Skip to content
Related Articles

Related Articles

Improve Article

Energy stored in a Capacitor

  • Last Updated : 30 Jun, 2021
Geek Week

Capacitors are used in almost every electronic device around us. From a fan to a chip, there are lots of capacitors of different sizes around us. Theoretically, the basic function of the capacitor is to store energy. Its common usage includes energy storage, voltage spike protection, and signal filtering. It was invented by a German scientist, Ewald George von Kleist, in 1745. Physically, a capacitor is just two conductors which are separated by an insulator. They are able to hold a charge which gives rise to a lot of their properties. Let’s study these properties in detail. 

Capacitors and Capacitance

A capacitor is a system of two charges that are separated by an insulator. Let’s say the two conductors have a charge of Q1 and Q2 and potential V1 and V2.  Usually, the charges are Q and -Q. The electric field in this region is proportional to the charge on the surface of capacitors. The figure below shows two conductors with charges Q and -Q on them. These conductors are separated by an insulator. 

Now it is known that potential is nothing but the work done to bring the charge from the infinite to the present position. In this way, the potential also becomes proportional to the charge on the conductors. This means that the ratio of charge and potential is constant. The ratio is termed capacitance.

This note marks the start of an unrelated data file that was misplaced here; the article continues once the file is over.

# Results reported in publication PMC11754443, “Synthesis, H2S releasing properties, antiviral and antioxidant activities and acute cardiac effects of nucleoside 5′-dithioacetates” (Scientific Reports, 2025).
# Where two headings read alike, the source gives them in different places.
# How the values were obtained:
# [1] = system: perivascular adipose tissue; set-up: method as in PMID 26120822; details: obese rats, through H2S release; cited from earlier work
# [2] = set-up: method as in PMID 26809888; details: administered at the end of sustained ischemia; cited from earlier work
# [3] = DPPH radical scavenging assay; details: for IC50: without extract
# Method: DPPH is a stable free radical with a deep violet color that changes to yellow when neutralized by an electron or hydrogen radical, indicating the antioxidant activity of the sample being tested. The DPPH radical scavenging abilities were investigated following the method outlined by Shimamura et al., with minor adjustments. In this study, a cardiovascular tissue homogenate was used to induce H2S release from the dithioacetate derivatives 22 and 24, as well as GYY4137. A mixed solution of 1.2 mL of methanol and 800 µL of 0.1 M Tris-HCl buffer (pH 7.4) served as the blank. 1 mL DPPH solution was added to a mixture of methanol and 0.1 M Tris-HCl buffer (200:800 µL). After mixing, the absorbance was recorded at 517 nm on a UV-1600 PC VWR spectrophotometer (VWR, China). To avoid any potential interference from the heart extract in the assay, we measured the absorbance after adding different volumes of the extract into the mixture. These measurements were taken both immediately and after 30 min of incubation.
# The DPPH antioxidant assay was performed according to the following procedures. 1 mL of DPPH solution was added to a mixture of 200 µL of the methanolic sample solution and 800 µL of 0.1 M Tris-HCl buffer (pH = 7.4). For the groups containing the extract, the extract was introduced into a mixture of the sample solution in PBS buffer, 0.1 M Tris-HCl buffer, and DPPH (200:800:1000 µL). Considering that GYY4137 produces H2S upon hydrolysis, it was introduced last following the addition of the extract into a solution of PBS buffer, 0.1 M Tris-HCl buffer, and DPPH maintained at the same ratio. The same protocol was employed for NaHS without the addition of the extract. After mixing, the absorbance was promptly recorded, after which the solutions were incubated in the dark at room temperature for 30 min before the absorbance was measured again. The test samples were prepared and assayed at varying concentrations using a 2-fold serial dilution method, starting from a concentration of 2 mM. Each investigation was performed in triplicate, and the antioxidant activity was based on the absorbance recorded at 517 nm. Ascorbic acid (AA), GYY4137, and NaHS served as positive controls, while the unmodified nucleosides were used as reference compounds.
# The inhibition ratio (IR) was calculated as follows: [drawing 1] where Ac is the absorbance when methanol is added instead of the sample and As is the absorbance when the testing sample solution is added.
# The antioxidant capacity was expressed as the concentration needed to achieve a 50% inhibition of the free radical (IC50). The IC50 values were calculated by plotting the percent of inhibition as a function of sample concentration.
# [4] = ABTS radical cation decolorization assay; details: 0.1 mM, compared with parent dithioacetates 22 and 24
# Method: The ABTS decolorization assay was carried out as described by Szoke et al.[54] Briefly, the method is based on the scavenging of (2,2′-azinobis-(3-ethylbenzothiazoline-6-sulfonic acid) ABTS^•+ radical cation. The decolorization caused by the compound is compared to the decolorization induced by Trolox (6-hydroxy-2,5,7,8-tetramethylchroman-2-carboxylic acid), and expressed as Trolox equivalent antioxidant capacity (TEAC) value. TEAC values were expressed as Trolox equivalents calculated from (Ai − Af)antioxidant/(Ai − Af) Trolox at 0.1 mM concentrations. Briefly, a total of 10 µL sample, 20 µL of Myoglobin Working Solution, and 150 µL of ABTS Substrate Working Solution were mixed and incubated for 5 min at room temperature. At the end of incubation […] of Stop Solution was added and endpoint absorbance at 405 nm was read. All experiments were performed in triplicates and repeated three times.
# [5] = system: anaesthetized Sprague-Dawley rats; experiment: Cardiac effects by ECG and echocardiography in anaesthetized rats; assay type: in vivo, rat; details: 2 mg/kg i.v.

C = \frac{Q}{V}



Although any shape and size works for making a capacitor, in real life most of these capacitors are cylindrical. While doing calculations and for the symbol, the capacitor is denoted as a parallel plate capacitor. 

Parallel Plate Capacitor

A parallel plate capacitor consists of two large parallel planes separated by a small distance. Most of the time, the medium between the plates is considered to be a vacuum, but it can be any insulator material. The figure shows the diagram of a parallel plate capacitor that is connected to a battery. 

Energy stored in a Capacitor

When a battery is connected across the plates of a capacitor, the current charges the capacitor, leading to the accumulation of the charges on the opposite plates. As the charges accumulate, the potential difference between the plates starts increasing. Let’s say the capacitance of the capacitor is “C”, it was uncharged initially. Now, after being connected to the battery, let’s say there is a potential difference, “V” that develops between the plates. Consider “q” as the charge on the plates at that time. Then, 

 q = CV

Work done to bring the charge from infinity to the potential of “V” is given by, 

W = qV

Suppose the battery delivers a charge of “dq” to the plates while keeping the potential constant. Then, 



W = dq.V = \frac{q}{C}dq

In this way, a total charge “q” is transferred from the battery to the capacitor. Then, the work done will be given by

 W = \int \frac{q}{C}dq = \frac{q^2}{2C}

So, the energy stored in the capacitor is, 

E = \frac{q^2}{2C}

Using the previous relationship, q = CV

Energy can be re-written as, 

 E= \frac{C^2V^2}{2C}\\E=\frac{1}{2}CV^2

Using relationship, C= q/V

Energy can be written as,



E= \frac{1}{2}CV^2\\E= \frac{1}{2}\frac{q}{V}V^2\\E=\frac{1}{2}qV^2